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London, Jack
L’Appel de la fôret,
1906.

3, 500 

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Description

Extremely rare French edition of L’Appel de la forêt,
“Jack London’s masterpiece” (Daniela Amsallem).

An attractive copy, pure and wide-margined,
preserved in its publisher’s wrappers, as issued.


 

London, Jack. L’appel de la forêt.
Paris, Société d’Edition et de Publications Librairie Félix Juven, 1906.

12mo [186 x 117 mm] of 282 pp., (1) l.

Publisher’s wrappers, as issued.

Extremely rare French edition of L’Appel de la forêt, “Jack London’s masterpiece” (Daniela Amsallem).

 “One of the first American novels to examine the quest of the pioneering individual who breaks away from the sheltered environment of civilization and is romantically compelled to find freedom in nature. In the early part of the century this was considered the American dream.” (Parker, 16)

“…through the pale moonlight or glimmering borealis, leaping gigantic above his fellows, his great throat a-bellow as he sings a song of the younger world, which is the song of the pack.”

The call of the wolf that ends the novel asserts Buck’s definite return to the wild and the triumph of the superior dog over the beings and things of nature, at the end of a series of cruel experiences with men and beasts. Born on a vast domain where he reigned alone on a sunny Californian valley, Buck is taken at the time of the Gold Rush to Klondike and falls ferociously into the miserable condition of a sleigh-dog. Because of his considerable strength, he manages to survive in the hostile Great North, affirming his dominance over his fellow dogs at the price of bloody battles. He also manages to resist the brutality of his successive owners. But one day, after having been almost beaten to death, he is saved by the prospector John Thornton. Buck will hear with a renewed intensity the call of the wild coming from the depth of space and of time that gives the text its rhythm. It alternates with dream-like moments where he sees himself in the company of a strange half-human creature in an ancient place that he had already perceived in the call of the huskies; he discovers with hunting the taste of blood and fraternizes with a wolf.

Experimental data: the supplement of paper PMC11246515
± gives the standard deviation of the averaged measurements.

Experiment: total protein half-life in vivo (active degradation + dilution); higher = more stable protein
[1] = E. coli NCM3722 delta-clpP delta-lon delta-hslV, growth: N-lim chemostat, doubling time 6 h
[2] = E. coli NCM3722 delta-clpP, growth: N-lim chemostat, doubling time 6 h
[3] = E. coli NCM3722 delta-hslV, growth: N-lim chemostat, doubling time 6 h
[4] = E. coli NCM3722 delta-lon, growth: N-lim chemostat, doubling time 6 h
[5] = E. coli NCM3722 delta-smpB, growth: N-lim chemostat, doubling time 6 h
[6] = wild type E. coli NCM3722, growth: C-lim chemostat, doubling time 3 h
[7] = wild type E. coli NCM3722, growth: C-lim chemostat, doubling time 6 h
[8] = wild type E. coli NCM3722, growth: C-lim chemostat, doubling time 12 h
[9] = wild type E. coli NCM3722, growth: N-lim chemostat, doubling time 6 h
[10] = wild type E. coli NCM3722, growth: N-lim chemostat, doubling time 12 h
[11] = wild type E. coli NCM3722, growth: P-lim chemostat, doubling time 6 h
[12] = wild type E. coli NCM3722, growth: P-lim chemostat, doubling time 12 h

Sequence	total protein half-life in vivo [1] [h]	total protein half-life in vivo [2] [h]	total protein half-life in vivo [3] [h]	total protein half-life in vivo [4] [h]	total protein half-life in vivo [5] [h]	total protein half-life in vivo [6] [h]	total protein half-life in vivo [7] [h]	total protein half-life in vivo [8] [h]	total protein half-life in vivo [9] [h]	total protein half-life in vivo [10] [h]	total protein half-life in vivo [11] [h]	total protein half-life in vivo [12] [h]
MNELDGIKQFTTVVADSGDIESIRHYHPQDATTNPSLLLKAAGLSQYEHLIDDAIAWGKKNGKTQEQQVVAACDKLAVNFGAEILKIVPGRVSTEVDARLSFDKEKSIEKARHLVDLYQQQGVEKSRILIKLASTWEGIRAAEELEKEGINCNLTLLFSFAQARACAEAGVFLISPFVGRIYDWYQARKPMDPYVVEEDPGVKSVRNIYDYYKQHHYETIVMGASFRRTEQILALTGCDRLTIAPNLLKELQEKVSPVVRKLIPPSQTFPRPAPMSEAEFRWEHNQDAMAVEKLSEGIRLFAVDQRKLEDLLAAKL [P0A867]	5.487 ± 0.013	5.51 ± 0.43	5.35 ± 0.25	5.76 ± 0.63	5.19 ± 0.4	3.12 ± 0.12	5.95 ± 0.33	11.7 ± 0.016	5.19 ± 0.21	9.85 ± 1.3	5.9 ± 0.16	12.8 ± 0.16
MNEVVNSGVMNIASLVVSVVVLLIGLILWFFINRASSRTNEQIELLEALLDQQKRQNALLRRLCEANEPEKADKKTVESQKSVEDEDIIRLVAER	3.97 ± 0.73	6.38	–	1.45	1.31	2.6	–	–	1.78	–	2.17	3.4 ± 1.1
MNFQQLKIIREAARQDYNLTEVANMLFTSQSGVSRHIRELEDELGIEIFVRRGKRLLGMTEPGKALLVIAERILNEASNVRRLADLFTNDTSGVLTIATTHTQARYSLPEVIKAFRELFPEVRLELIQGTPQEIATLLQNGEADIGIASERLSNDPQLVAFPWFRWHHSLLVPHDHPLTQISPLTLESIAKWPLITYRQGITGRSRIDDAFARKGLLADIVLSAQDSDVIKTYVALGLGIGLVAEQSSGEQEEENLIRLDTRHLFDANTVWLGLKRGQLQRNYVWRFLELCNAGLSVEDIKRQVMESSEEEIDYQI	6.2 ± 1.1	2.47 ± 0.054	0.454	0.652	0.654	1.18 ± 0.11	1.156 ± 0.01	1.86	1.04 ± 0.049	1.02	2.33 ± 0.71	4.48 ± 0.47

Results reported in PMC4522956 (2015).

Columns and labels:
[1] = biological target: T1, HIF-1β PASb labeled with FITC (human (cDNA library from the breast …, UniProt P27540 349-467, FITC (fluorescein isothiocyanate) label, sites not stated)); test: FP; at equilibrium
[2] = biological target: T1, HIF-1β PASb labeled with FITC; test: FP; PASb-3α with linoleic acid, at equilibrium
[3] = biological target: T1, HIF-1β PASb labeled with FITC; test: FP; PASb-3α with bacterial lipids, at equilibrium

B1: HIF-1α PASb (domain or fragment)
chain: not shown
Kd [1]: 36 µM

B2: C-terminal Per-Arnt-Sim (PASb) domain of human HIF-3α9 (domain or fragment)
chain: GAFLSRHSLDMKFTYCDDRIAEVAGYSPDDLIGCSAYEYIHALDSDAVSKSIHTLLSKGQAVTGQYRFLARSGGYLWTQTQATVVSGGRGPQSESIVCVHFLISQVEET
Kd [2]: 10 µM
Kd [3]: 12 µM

Originally imagined as a short-story but worked on for five weeks in a compulsive manner, this short novel met with a resounding worldwide and unexpected success which earned the author, who had no training in writing, to be on the literature program at Berkeley.

In this story, written through the eyes of an animal, a miracle is accomplished: set on preserving the ambiguity of the point of view, the text deploys an intermediary metaphor of man and beast, transcending the pseudo-scientific representation of the laws of natural selection.

Sticking as close to reality as possible, the vision of a phantasmagoric world that is both dangerous and close, terrifying but intimate, where the will to speak is cancelled by what is said, gives this novel its unique quality: it metamorphoses the instinct of preservation into a passion for life and the necessity of desire.

An attractive copy, pure and wide-margined, preserved in its publisher’s wrappers, as issued.

Only one copy is listed in the national and international public institutions: Utah State University, USA.

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